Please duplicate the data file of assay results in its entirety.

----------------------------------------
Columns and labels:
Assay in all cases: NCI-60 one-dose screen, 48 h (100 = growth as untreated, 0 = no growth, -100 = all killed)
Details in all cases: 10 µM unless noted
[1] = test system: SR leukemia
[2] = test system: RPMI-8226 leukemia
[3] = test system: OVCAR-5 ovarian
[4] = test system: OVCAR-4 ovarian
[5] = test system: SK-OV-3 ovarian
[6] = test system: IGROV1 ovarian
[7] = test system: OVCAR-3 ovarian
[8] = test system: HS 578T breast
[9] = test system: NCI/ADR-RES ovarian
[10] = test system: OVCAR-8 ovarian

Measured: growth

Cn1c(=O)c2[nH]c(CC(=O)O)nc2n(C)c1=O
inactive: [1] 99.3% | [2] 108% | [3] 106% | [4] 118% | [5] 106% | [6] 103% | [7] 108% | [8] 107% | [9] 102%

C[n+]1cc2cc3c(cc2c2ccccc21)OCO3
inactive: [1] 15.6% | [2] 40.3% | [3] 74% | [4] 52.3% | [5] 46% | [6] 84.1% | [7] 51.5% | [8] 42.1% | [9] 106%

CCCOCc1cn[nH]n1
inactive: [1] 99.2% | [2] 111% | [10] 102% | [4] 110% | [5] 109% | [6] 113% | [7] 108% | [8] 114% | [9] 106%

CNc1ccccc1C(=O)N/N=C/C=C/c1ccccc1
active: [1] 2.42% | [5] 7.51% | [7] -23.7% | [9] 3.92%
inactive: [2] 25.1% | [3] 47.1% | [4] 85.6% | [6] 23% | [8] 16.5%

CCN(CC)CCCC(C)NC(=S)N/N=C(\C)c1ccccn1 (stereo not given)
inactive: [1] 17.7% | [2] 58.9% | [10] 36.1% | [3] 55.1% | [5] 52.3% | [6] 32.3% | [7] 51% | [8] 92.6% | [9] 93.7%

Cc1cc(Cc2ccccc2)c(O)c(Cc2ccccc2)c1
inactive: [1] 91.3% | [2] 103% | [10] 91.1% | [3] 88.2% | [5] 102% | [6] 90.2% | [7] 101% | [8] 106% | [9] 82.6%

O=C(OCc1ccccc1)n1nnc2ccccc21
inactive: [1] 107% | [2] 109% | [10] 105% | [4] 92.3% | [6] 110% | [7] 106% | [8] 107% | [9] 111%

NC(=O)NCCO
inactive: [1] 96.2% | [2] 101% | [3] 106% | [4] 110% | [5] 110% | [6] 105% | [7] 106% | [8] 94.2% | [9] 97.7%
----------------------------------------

Columns and labels:
Assay in all cases: NCI-60 one-dose screen, 48 h (100 = growth as untreated, 0 = no growth, -100 = all killed)
Details in all cases: 10 µM unless noted
[1] = test system: SR leukemia
[2] = test system: RPMI-8226 leukemia
[3] = test system: OVCAR-5 ovarian
[4] = test system: OVCAR-4 ovarian
[5] = test system: SK-OV-3 ovarian
[6] = test system: IGROV1 ovarian
[7] = test system: OVCAR-3 ovarian
[8] = test system: HS 578T breast
[9] = test system: NCI/ADR-RES ovarian
[10] = test system: OVCAR-8 ovarian

Measured: growth

Cn1c(=O)c2[nH]c(CC(=O)O)nc2n(C)c1=O
inactive: [1] 99.3% | [2] 108% | [3] 106% | [4] 118% | [5] 106% | [6] 103% | [7] 108% | [8] 107% | [9] 102%

C[n+]1cc2cc3c(cc2c2ccccc21)OCO3
inactive: [1] 15.6% | [2] 40.3% | [3] 74% | [4] 52.3% | [5] 46% | [6] 84.1% | [7] 51.5% | [8] 42.1% | [9] 106%

CCCOCc1cn[nH]n1
inactive: [1] 99.2% | [2] 111% | [10] 102% | [4] 110% | [5] 109% | [6] 113% | [7] 108% | [8] 114% | [9] 106%

CNc1ccccc1C(=O)N/N=C/C=C/c1ccccc1
active: [1] 2.42% | [5] 7.51% | [7] -23.7% | [9] 3.92%
inactive: [2] 25.1% | [3] 47.1% | [4] 85.6% | [6] 23% | [8] 16.5%

CCN(CC)CCCC(C)NC(=S)N/N=C(\C)c1ccccn1 (stereo not given)
inactive: [1] 17.7% | [2] 58.9% | [10] 36.1% | [3] 55.1% | [5] 52.3% | [6] 32.3% | [7] 51% | [8] 92.6% | [9] 93.7%

Cc1cc(Cc2ccccc2)c(O)c(Cc2ccccc2)c1
inactive: [1] 91.3% | [2] 103% | [10] 91.1% | [3] 88.2% | [5] 102% | [6] 90.2% | [7] 101% | [8] 106% | [9] 82.6%

O=C(OCc1ccccc1)n1nnc2ccccc21
inactive: [1] 107% | [2] 109% | [10] 105% | [4] 92.3% | [6] 110% | [7] 106% | [8] 107% | [9] 111%

NC(=O)NCCO
inactive: [1] 96.2% | [2] 101% | [3] 106% | [4] 110% | [5] 110% | [6] 105% | [7] 106% | [8] 94.2% | [9] 97.7%